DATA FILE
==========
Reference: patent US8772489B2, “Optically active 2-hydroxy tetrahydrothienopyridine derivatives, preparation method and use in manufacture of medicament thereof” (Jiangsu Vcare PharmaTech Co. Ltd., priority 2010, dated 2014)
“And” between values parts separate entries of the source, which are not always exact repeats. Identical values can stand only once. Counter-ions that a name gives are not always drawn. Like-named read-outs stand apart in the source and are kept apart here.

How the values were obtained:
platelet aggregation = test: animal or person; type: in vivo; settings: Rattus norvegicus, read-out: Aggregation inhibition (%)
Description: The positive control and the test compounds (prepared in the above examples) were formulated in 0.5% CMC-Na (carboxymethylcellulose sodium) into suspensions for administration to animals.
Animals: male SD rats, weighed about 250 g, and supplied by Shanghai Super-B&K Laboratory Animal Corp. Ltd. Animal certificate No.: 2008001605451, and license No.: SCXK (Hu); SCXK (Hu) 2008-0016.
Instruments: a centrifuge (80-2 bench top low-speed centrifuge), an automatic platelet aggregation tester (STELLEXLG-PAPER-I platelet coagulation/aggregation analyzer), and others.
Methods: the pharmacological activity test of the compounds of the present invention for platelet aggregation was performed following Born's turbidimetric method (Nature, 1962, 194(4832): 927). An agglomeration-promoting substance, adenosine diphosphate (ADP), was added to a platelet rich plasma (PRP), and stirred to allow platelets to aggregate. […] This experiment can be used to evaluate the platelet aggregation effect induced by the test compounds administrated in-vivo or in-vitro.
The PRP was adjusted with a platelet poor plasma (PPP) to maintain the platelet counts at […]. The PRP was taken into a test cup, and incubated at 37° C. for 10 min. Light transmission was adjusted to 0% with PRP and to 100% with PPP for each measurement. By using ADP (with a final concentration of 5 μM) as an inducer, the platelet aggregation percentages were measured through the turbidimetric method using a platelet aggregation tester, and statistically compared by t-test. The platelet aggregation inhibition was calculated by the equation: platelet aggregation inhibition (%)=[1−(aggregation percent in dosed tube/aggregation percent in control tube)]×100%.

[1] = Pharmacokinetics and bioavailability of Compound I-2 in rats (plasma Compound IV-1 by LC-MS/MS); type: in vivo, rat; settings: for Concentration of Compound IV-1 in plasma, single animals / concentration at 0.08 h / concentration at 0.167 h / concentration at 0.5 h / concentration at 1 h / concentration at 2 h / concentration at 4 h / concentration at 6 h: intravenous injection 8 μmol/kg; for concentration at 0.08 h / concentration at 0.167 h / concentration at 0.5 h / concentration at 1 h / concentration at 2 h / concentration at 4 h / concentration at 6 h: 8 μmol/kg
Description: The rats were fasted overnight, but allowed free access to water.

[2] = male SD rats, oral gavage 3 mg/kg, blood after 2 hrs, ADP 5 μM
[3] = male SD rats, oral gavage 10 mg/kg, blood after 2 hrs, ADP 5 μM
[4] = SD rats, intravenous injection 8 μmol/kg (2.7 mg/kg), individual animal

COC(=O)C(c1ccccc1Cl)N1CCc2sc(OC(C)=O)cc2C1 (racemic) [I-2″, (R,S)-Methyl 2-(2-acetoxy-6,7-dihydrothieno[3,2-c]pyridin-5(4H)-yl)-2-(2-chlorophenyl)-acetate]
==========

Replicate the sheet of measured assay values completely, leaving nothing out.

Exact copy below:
Reference: patent US8772489B2, “Optically active 2-hydroxy tetrahydrothienopyridine derivatives, preparation method and use in manufacture of medicament thereof” (Jiangsu Vcare PharmaTech Co. Ltd., priority 2010, dated 2014)
“And” between values parts separate entries of the source, which are not always exact repeats. Identical values can stand only once. Counter-ions that a name gives are not always drawn. Like-named read-outs stand apart in the source and are kept apart here.

How the values were obtained:
platelet aggregation = test: animal or person; type: in vivo; settings: Rattus norvegicus, read-out: Aggregation inhibition (%)
Description: The positive control and the test compounds (prepared in the above examples) were formulated in 0.5% CMC-Na (carboxymethylcellulose sodium) into suspensions for administration to animals.
Animals: male SD rats, weighed about 250 g, and supplied by Shanghai Super-B&K Laboratory Animal Corp. Ltd. Animal certificate No.: 2008001605451, and license No.: SCXK (Hu); SCXK (Hu) 2008-0016.
Instruments: a centrifuge (80-2 bench top low-speed centrifuge), an automatic platelet aggregation tester (STELLEXLG-PAPER-I platelet coagulation/aggregation analyzer), and others.
Methods: the pharmacological activity test of the compounds of the present invention for platelet aggregation was performed following Born's turbidimetric method (Nature, 1962, 194(4832): 927). An agglomeration-promoting substance, adenosine diphosphate (ADP), was added to a platelet rich plasma (PRP), and stirred to allow platelets to aggregate. […] This experiment can be used to evaluate the platelet aggregation effect induced by the test compounds administrated in-vivo or in-vitro.
The PRP was adjusted with a platelet poor plasma (PPP) to maintain the platelet counts at […]. The PRP was taken into a test cup, and incubated at 37° C. for 10 min. Light transmission was adjusted to 0% with PRP and to 100% with PPP for each measurement. By using ADP (with a final concentration of 5 μM) as an inducer, the platelet aggregation percentages were measured through the turbidimetric method using a platelet aggregation tester, and statistically compared by t-test. The platelet aggregation inhibition was calculated by the equation: platelet aggregation inhibition (%)=[1−(aggregation percent in dosed tube/aggregation percent in control tube)]×100%.

[1] = Pharmacokinetics and bioavailability of Compound I-2 in rats (plasma Compound IV-1 by LC-MS/MS); type: in vivo, rat; settings: for Concentration of Compound IV-1 in plasma, single animals / concentration at 0.08 h / concentration at 0.167 h / concentration at 0.5 h / concentration at 1 h / concentration at 2 h / concentration at 4 h / concentration at 6 h: intravenous injection 8 μmol/kg; for concentration at 0.08 h / concentration at 0.167 h / concentration at 0.5 h / concentration at 1 h / concentration at 2 h / concentration at 4 h / concentration at 6 h: 8 μmol/kg
Description: The rats were fasted overnight, but allowed free access to water.

[2] = male SD rats, oral gavage 3 mg/kg, blood after 2 hrs, ADP 5 μM
[3] = male SD rats, oral gavage 10 mg/kg, blood after 2 hrs, ADP 5 μM
[4] = SD rats, intravenous injection 8 μmol/kg (2.7 mg/kg), individual animal

COC(=O)C(c1ccccc1Cl)N1CCc2sc(OC(C)=O)cc2C1 (racemic) [I-2″, (R,S)-Methyl 2-(2-acetoxy-6,7-dihydrothieno[3,2-c]pyridin-5(4H)-yl)-2-(2-chlorophenyl)-acetate]